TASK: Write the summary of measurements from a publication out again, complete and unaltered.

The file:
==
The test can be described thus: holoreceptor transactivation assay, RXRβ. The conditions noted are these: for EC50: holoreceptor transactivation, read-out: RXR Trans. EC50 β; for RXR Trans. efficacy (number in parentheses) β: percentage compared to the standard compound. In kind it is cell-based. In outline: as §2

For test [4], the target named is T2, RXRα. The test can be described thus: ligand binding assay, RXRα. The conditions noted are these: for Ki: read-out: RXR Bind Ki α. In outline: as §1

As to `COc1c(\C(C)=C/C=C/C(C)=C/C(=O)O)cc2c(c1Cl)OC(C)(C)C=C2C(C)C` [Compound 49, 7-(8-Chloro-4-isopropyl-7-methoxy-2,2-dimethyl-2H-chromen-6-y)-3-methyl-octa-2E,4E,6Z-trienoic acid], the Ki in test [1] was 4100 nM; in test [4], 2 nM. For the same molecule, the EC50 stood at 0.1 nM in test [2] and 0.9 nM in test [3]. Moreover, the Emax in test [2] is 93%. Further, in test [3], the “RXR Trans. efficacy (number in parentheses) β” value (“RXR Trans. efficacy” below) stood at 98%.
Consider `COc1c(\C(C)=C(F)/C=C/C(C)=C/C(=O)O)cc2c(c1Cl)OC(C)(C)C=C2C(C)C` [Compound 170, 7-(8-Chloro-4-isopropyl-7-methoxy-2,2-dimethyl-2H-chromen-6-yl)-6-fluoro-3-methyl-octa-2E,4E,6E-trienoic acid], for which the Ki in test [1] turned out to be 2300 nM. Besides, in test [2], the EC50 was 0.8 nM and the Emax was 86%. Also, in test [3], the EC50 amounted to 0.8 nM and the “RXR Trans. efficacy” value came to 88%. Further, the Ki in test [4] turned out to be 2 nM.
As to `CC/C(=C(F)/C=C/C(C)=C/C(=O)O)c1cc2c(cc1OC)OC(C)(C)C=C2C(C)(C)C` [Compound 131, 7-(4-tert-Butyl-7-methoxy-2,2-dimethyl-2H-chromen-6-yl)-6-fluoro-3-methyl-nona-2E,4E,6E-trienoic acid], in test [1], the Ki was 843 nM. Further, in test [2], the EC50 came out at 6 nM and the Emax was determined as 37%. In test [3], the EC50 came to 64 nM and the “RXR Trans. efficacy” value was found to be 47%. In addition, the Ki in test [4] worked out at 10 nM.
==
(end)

The test can be described thus: holoreceptor transactivation assay, RXRβ. The conditions noted are these: for EC50: holoreceptor transactivation, read-out: RXR Trans. EC50 β; for RXR Trans. efficacy (number in parentheses) β: percentage compared to the standard compound. In kind it is cell-based. In outline: as §2

For test [4], the target named is T2, RXRα. The test can be described thus: ligand binding assay, RXRα. The conditions noted are these: for Ki: read-out: RXR Bind Ki α. In outline: as §1

As to `COc1c(\C(C)=C/C=C/C(C)=C/C(=O)O)cc2c(c1Cl)OC(C)(C)C=C2C(C)C` [Compound 49, 7-(8-Chloro-4-isopropyl-7-methoxy-2,2-dimethyl-2H-chromen-6-y)-3-methyl-octa-2E,4E,6Z-trienoic acid], the Ki in test [1] was 4100 nM; in test [4], 2 nM. For the same molecule, the EC50 stood at 0.1 nM in test [2] and 0.9 nM in test [3]. Moreover, the Emax in test [2] is 93%. Further, in test [3], the “RXR Trans. efficacy (number in parentheses) β” value (“RXR Trans. efficacy” below) stood at 98%.
Consider `COc1c(\C(C)=C(F)/C=C/C(C)=C/C(=O)O)cc2c(c1Cl)OC(C)(C)C=C2C(C)C` [Compound 170, 7-(8-Chloro-4-isopropyl-7-methoxy-2,2-dimethyl-2H-chromen-6-yl)-6-fluoro-3-methyl-octa-2E,4E,6E-trienoic acid], for which the Ki in test [1] turned out to be 2300 nM. Besides, in test [2], the EC50 was 0.8 nM and the Emax was 86%. Also, in test [3], the EC50 amounted to 0.8 nM and the “RXR Trans. efficacy” value came to 88%. Further, the Ki in test [4] turned out to be 2 nM.
As to `CC/C(=C(F)/C=C/C(C)=C/C(=O)O)c1cc2c(cc1OC)OC(C)(C)C=C2C(C)(C)C` [Compound 131, 7-(4-tert-Butyl-7-methoxy-2,2-dimethyl-2H-chromen-6-yl)-6-fluoro-3-methyl-nona-2E,4E,6E-trienoic acid], in test [1], the Ki was 843 nM. Further, in test [2], the EC50 came out at 6 nM and the Emax was determined as 37%. In test [3], the EC50 came to 64 nM and the “RXR Trans. efficacy” value was found to be 47%. In addition, the Ki in test [4] worked out at 10 nM.